McCullough Is Wrapped Up in Vegas Events

— Tradeshow Week, 10/4/2007 2:56:00 PM

When the biggest of the big-name exhibitors come to Las Vegas, they often want to proclaim their presence from the highest peaks … in this case, billboards and high-rise buildings. One company that can make it happen is five-year-old Elite Media the major player in the business of wrapping or projecting super-size images on buildings and creating giant wallscapes in Las Vegas. Elite founder and president Chad McCullough spoke with TSW Las Vegas Contributing Editor Diane Taylor about how and why super-graphics work at shows.

Question: Why do companies need such huge ads?

Answer: Some call it an “ego buy,” in that the company sees its advertising more prominently than any other in town. At other times, the large format graphic on a building may also designate where a particular company is headquartered.

Q: How much does it cost to wrap a building?

A. It all depends on the size of the project. The cost can range from $10,000 to $1 million.

Q: What has been your biggest job in Las Vegas?

A: During NBA All-Star Weekend, we erected a 55,000 square foot T-Mobile wrap on the Mandalay Bay Hotel & Casino; the head of Miami Heat star Dwayne Wade was eight stories high.

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Q: What are the actual services you provide?

A: Our clients or their advertising agencies give us the graphics. We then provide the rest of the package including the printing of the large version of the graphic, its installation and payment of fees to the building.

Q: Even a 16-foot wide printing press wouldn’t cover some of the large graphics you’re talking about, correct?

A: Yes. When we wrap directly on a building, we do it with printed mesh pieces, like stickers, that are put in place to form the whole picture. We can also erect huge frames for mesh graphics and those, too, are printed in sections.

Q: Doesn’t the mesh detract from the views of the hotel guests?

A: Though it doesn’t appear so from the ground, the hotel guests can see through the mesh.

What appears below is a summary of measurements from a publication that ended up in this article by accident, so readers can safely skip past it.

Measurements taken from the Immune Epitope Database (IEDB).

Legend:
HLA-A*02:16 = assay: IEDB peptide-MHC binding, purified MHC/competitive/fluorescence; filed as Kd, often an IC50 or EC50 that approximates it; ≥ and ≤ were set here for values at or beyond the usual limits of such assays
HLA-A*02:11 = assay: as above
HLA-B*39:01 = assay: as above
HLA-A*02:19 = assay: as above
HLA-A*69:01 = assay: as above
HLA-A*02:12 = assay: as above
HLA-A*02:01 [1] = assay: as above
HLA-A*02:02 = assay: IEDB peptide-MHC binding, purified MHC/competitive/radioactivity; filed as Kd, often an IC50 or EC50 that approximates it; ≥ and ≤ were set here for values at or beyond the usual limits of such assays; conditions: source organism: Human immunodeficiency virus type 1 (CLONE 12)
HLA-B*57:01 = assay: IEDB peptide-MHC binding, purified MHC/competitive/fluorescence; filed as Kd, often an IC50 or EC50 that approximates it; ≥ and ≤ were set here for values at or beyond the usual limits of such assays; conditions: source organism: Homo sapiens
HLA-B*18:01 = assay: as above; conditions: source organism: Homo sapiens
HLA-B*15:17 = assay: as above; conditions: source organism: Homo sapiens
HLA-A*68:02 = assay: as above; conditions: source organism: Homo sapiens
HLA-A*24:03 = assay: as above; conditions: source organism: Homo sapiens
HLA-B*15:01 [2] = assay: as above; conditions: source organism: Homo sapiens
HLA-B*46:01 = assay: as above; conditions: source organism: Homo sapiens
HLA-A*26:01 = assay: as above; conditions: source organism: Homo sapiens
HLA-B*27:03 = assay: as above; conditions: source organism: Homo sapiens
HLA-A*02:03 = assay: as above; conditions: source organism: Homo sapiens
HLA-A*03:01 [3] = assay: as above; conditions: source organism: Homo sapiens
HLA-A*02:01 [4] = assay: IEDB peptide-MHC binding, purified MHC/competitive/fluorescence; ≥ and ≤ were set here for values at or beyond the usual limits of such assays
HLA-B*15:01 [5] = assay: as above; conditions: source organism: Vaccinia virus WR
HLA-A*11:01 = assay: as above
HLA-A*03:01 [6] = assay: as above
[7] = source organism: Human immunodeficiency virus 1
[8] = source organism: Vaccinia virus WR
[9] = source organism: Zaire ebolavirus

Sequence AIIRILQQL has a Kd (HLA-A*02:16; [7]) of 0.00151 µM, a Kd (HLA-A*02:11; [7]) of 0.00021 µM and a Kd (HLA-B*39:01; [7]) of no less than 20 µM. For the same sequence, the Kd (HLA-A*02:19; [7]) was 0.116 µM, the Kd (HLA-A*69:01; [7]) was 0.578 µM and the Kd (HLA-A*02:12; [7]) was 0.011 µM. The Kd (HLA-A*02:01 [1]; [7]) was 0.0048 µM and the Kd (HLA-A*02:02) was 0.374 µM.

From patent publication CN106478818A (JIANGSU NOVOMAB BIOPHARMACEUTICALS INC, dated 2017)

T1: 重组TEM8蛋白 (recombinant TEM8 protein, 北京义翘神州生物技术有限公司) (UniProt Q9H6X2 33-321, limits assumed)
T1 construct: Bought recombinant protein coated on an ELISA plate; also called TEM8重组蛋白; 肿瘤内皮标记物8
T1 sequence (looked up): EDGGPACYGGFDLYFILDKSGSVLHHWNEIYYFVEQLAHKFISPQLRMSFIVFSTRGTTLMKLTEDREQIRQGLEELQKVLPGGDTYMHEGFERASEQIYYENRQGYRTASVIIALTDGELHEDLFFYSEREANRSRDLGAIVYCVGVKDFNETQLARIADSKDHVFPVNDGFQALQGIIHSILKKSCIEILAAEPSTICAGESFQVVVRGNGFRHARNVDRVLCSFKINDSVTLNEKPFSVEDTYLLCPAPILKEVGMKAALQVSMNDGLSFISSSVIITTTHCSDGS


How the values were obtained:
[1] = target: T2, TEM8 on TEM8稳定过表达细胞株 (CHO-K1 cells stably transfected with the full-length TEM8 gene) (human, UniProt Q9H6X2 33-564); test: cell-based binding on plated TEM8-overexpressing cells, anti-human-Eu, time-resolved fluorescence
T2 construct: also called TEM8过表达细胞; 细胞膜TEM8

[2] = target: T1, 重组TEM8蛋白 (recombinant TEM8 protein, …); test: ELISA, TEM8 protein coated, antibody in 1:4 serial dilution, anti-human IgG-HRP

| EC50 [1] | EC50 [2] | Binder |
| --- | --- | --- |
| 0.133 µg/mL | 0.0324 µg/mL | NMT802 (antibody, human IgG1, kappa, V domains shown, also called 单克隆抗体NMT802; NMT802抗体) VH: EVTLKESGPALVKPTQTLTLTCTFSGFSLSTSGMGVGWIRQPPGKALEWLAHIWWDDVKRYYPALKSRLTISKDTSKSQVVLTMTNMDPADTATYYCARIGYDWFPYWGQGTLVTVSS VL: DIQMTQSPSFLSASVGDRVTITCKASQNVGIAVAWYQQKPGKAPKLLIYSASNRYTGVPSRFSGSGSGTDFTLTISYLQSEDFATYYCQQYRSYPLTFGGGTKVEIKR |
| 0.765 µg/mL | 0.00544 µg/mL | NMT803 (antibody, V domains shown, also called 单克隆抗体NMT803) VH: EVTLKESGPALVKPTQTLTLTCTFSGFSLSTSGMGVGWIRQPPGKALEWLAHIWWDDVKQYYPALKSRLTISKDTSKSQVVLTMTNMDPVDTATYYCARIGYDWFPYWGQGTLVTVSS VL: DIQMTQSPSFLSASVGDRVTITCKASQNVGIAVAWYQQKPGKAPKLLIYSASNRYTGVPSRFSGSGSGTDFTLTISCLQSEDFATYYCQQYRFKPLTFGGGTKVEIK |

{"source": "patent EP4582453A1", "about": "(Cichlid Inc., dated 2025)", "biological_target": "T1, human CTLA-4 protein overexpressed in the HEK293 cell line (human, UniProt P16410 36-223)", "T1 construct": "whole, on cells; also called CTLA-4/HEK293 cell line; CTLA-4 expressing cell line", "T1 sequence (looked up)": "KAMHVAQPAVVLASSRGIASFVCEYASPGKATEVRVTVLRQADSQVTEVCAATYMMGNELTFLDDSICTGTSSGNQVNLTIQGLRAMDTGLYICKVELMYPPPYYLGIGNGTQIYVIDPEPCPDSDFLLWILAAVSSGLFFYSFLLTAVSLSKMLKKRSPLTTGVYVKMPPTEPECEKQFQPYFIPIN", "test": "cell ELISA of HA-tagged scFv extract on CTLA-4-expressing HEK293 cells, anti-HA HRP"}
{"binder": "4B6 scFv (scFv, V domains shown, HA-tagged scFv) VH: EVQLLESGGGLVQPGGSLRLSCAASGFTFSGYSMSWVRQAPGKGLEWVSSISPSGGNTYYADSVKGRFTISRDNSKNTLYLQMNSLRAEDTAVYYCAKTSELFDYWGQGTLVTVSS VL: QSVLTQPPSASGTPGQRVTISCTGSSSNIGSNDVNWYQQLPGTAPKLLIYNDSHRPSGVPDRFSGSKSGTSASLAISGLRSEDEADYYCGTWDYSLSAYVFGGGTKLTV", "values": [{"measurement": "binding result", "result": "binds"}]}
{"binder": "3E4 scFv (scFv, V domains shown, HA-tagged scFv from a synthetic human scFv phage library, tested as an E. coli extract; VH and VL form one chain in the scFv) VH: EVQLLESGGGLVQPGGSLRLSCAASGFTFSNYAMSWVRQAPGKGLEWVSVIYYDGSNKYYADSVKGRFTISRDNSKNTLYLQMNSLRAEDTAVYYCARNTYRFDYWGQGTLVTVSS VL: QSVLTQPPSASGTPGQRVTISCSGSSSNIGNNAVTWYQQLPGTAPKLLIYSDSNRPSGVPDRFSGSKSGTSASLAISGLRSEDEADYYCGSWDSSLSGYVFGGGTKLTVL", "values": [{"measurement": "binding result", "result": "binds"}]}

Q: Do any buildings refuse to have advertising wraps put on them?

A: Most see it as an additional revenue stream and are eager to participate.

Q: What brought you to Las Vegas?

A: I was an advertising and marketing major in college and went into the printing business in California, where we first worked with large graphics. My partners had connections in Shanghai, China, so we opened a company there. I was newly married, however, and the commute back to the U.S. was difficult, so I sold my interest in China. My wife, Kate, and I then started our own company in Los Angeles. With technology enabling the production of larger and larger graphics, we found that most of our business for grand-scale advertising was coming from Las Vegas. We moved our company headquarters to Las Vegas four years ago.

Q: Is it still a family-owned company?

AYes, my wife is my partner and takes care of our legal and financial matters (and our two children). Our receptionist is my mother, Shirley McCullough. Then we have two other employees who are just like family.

Q: How’s business?

A: Business is great. We’ve found a niche to fill in a city that loves to go big and bold. We also do work in California and Florida. We recently completed a big job for Samsung in Orlando. Best of all, we love what we’re doing and are having great fun.